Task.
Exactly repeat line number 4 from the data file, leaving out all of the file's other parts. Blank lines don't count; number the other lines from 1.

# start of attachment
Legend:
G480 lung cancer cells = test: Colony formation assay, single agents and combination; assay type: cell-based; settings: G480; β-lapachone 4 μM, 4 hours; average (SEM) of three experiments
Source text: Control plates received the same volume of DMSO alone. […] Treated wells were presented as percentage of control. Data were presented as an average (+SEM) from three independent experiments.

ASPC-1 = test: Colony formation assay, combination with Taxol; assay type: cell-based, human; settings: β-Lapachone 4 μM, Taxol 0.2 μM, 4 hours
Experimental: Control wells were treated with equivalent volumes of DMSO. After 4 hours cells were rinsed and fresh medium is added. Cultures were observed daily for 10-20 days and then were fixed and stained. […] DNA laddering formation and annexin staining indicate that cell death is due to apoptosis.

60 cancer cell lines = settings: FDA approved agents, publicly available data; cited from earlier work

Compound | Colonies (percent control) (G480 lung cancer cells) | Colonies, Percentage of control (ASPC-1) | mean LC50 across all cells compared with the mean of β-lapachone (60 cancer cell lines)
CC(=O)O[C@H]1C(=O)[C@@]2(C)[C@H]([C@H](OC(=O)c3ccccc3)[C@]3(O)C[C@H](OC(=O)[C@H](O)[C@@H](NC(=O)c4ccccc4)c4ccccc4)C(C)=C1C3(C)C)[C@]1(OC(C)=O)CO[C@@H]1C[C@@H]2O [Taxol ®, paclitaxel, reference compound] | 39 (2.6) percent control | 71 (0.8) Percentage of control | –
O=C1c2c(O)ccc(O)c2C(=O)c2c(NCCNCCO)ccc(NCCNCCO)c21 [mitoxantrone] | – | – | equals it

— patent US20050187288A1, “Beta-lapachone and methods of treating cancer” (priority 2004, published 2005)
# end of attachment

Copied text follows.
ASPC-1 = test: Colony formation assay, combination with Taxol; assay type: cell-based, human; settings: β-Lapachone 4 μM, Taxol 0.2 μM, 4 hours